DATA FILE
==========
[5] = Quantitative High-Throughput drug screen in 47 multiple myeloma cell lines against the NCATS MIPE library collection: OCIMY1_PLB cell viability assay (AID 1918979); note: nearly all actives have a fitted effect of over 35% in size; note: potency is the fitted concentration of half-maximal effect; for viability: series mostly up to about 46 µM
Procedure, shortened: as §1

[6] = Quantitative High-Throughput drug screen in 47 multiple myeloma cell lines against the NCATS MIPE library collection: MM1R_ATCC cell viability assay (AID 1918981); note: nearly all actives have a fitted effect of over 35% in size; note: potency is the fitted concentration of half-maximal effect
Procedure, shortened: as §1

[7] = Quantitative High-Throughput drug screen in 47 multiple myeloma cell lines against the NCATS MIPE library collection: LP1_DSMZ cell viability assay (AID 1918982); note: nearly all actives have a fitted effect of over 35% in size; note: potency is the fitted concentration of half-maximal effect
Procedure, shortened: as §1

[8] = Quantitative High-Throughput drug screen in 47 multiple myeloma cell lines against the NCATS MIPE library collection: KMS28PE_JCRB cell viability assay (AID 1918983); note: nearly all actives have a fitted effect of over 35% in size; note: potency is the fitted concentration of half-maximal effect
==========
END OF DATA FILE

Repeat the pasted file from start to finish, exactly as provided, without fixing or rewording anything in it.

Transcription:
[5] = Quantitative High-Throughput drug screen in 47 multiple myeloma cell lines against the NCATS MIPE library collection: OCIMY1_PLB cell viability assay (AID 1918979); note: nearly all actives have a fitted effect of over 35% in size; note: potency is the fitted concentration of half-maximal effect; for viability: series mostly up to about 46 µM
Procedure, shortened: as §1

[6] = Quantitative High-Throughput drug screen in 47 multiple myeloma cell lines against the NCATS MIPE library collection: MM1R_ATCC cell viability assay (AID 1918981); note: nearly all actives have a fitted effect of over 35% in size; note: potency is the fitted concentration of half-maximal effect
Procedure, shortened: as §1

[7] = Quantitative High-Throughput drug screen in 47 multiple myeloma cell lines against the NCATS MIPE library collection: LP1_DSMZ cell viability assay (AID 1918982); note: nearly all actives have a fitted effect of over 35% in size; note: potency is the fitted concentration of half-maximal effect
Procedure, shortened: as §1

[8] = Quantitative High-Throughput drug screen in 47 multiple myeloma cell lines against the NCATS MIPE library collection: KMS28PE_JCRB cell viability assay (AID 1918983); note: nearly all actives have a fitted effect of over 35% in size; note: potency is the fitted concentration of half-maximal effect